Revolution Lullabye

June 25, 2013

Melzer, Using Systems Thinking to Transform Writing Programs

Melzer, Dan. “Using Systems Thinking to Transform Writing Programs.” Writing Program Administration 36.2 (Spring 2013): 75-94.

Melzer explains Critical Systems Thinking (CST) and argues that it can be used by writing program administration to target “points of leverage” within writing programs that, if adjusted, can lead to system-wide change. His article builds on Porter et al’s call for institutional critique, and shows how CST’s focus on discovering holistic patterns and relationships as well as uncovering and addressing inequalities within larger systems serves as a useful methodology for writing program administrators who need to look beyond individual actors in order to make gradual change. Melzer uses an example from his institution, when he served on a reading and writing faculty senate subcommittee, to show how following a CST approach helped that institution target the junior writing exam as a leverage poin through which to rethink the campus-wide writing program from a focus of deficiency and placement to one that more fully embraced campus-wide, vertical writing instruction.

Notable Notes

CST thinking from management, systems thinking designed in biology and engineering, educational research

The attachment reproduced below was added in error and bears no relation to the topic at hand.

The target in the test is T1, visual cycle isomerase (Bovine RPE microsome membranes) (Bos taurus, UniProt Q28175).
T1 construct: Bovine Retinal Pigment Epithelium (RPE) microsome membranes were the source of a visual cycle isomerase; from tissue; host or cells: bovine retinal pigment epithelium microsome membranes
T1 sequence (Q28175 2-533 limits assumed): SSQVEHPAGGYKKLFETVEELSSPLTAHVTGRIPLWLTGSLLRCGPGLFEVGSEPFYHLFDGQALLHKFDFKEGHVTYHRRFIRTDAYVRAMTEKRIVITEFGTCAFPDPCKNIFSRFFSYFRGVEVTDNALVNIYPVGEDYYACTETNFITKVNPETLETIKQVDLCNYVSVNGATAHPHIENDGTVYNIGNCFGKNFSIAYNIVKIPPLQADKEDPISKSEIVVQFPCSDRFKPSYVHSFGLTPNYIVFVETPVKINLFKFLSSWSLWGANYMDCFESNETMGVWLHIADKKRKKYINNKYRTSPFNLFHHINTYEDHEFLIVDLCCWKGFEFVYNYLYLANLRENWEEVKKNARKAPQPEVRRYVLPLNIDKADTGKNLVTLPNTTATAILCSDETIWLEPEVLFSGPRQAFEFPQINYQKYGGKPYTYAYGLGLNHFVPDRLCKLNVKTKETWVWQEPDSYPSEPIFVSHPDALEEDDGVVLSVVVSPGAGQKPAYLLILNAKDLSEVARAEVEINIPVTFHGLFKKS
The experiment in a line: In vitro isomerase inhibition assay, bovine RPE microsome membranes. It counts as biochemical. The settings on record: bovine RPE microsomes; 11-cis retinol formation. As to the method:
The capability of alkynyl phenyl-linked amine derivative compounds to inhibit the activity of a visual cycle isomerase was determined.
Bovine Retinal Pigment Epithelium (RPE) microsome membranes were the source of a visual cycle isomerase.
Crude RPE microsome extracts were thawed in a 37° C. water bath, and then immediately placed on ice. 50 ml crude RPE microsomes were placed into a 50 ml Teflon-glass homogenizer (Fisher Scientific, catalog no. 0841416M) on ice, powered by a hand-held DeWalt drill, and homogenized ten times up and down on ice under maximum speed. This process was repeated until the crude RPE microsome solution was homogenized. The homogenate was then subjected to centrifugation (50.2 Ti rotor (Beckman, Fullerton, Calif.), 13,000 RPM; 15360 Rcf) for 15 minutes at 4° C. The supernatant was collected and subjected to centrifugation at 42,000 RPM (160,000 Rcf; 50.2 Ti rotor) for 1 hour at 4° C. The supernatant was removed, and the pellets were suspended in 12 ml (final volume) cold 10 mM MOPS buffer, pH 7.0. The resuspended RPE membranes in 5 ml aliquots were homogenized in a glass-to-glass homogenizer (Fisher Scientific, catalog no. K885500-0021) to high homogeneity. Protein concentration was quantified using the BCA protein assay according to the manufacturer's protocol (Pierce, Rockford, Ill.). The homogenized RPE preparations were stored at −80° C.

Stages in Critical Systems Thinking

1. Creating a model of the system and its underlying ideologies (his example of the flowchart that represents the existing writing program model, which includes an placement test, first-year writing, remedial writing courses, a junior proficiency exam, and upper-division writing intensive courses) (82-83)

2. Recognizing ideological differences and defining an alternative model of the system (84-85) (his example shows the principles, derived from CWPA, CCCC, and NCTE, that the subcommittee wanted the new writing program to be defined by, characteristics for both students and faculty in the program.)

3. Finding points of leverage to change the system (86-87) (his example is the junior writing exam, changing the requirement from passing an exam to taking a writing-intensive course, making the writing intensive course the “centerpiece of the campus writing program” (88))

Quotable Quotes

“Work for change at the systems level rather than tinkering with an isolated course, program, or department by finding points of leverage within the system” (90).

“Embrace the idea of perpetual change” (93).

“A systems thinker’s attention is on the ways the structure of a system will construct behavior” (78)

October 3, 2009

Atlee, Theories of Co-Intelligence

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This post is a summary of some of Thomas Atlee’s key ideas about co-intelligence. The Co-Intelligence Institute (www.co-intelligence.org), the foundation he founded and directs, has a website that contains numerous articles and links to resources and scholarship on co-intelligence.

Co-intelligence is an attitude that a person or a group can orient themselves to in order to draw on the diverse experiences, intelligences, and wisdoms of others in order to better solve problems. It requires that those involved in the group embrace and understand diversity as an asset in order to build a more holistic, dynamic intelligence. Those involved in co-intelligent initiatives and projects work consciously and deliberately to build and construct systems that encourage the development of co-intelligence among members, creating sustainable, organized systems that highlight the interconnectedness and relationships between people and ideas. Co-intelligence is intelligence “with”: with others, with systems, with a group, between groups and communities.